Punta Albemarle is the location of an abandoned radar station from WWII that can still be seen. It is also a prime nesting location for the flightless cormorant, and the largest marine iguanas also make their homes here.
Charles Darwin spent several days exploring and collecting specimens from this island. Pirates and whalers also favored the cove here, Buccaneer Cove, because it offers fresh water and they used to kill the giant tortoises for food. Espumilla Beach is an excellent location for bird watching. Take a walk through the mangroves to a brackish lagoon where flocks of pink flamingos and white cheeked pintails wade in the water.
James Bay offers some unique sites for this tour. There is a black beach with amazing eroded rock formations and there is a trail that goes along the rim of an extinct volcanic crater. A path leading south takes visitors to a series of crystal-clear grottos formed of broken lava tubes which is home to sea lions and tropical fish. This is an excellent place for watching fur lions as they rest on the rocks by the grottos.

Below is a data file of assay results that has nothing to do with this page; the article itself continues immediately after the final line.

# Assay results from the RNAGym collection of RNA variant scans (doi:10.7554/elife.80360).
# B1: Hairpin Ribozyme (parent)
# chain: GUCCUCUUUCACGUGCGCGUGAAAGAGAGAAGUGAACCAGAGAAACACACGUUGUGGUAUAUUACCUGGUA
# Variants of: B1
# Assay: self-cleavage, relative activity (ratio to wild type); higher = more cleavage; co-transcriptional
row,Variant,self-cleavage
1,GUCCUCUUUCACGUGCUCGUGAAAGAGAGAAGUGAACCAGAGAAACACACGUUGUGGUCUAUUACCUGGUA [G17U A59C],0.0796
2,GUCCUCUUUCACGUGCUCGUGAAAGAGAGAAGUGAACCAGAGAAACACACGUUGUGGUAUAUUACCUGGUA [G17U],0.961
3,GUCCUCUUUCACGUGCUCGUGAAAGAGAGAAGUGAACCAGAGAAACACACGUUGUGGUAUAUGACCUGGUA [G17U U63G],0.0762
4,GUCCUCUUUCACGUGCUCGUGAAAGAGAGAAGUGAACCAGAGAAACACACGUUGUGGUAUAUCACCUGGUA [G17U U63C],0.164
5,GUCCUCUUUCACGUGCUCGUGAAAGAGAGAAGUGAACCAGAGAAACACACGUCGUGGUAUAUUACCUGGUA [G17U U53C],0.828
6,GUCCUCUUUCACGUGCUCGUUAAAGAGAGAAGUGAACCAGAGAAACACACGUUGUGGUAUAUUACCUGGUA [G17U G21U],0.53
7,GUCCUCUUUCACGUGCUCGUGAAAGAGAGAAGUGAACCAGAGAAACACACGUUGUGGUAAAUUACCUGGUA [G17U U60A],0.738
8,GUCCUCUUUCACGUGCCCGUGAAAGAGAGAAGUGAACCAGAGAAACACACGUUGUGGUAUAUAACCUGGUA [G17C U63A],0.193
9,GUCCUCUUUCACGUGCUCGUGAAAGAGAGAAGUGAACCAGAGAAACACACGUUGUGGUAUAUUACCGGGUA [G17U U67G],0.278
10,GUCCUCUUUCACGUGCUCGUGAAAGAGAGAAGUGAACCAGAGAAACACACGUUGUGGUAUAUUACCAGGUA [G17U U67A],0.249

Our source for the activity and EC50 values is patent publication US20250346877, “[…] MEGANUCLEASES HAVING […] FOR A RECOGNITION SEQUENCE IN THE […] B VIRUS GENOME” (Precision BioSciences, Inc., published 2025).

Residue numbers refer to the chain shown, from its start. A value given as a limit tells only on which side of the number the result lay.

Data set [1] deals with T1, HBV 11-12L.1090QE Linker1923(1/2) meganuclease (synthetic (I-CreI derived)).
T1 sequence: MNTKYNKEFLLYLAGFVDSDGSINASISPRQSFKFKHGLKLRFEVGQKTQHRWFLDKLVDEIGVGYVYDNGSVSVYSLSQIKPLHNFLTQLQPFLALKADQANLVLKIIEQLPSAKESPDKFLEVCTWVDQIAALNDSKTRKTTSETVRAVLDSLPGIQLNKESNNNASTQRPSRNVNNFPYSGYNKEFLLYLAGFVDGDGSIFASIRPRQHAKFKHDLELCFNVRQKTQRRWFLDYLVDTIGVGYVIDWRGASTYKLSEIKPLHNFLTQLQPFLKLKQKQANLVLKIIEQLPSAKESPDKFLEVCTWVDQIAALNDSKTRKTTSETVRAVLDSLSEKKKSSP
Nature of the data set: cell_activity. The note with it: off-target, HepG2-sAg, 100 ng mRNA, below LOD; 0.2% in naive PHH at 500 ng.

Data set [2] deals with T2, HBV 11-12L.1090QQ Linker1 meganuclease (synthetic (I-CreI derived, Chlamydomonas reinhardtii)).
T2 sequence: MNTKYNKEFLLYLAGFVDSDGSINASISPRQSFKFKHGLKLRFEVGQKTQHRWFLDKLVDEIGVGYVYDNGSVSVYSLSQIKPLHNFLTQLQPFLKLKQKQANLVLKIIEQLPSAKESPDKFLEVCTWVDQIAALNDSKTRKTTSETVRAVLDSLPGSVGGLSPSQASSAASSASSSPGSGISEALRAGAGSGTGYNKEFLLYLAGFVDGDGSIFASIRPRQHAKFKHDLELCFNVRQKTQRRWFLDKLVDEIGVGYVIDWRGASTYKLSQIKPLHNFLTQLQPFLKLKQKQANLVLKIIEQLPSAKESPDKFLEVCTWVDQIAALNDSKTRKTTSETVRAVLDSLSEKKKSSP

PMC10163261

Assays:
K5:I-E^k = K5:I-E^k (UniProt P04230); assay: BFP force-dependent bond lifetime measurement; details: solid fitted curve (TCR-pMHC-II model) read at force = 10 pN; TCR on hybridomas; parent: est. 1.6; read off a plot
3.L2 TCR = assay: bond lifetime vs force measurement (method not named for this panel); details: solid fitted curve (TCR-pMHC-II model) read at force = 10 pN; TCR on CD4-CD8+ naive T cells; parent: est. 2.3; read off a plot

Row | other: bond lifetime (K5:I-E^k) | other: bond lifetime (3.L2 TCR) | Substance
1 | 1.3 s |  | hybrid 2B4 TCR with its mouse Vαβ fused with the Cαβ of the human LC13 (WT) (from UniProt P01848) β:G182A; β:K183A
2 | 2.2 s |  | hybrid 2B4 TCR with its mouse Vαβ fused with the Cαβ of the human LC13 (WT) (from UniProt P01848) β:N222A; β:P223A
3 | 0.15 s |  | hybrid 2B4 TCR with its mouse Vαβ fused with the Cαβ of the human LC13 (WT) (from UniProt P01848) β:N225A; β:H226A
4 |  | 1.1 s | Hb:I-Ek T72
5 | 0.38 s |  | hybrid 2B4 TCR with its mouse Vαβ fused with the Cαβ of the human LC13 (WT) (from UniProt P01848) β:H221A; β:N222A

Puerto Ayora is the seaside economic center for fishing and tourism in the Galapagos. This is also the location for the Charles Darwin Research Station. Enjoy an education visit here and have the opportunity to see giant tortoises at the Breeding Center. Here they are working to restore the population of the giant tortoise by helping them to survive in their natural habitat. At the Tortoise Reserve, you will have a chance to track down these friendly creatures for a close encounter. There will also be a chance to visit the amazing lava tubes. These are underground tunnels that can be reached by a wooden stairway.
Explore the visitor center off Wreck Bay and have a chance to stroll through the quaint port town. From here a guide will accompany you to the airport to return to the mainland.
|Twin Cabin: C,3,4||Double Cabin: C1, 2, 5||Twin Cabin: A 2,3||Suite: A 1,4|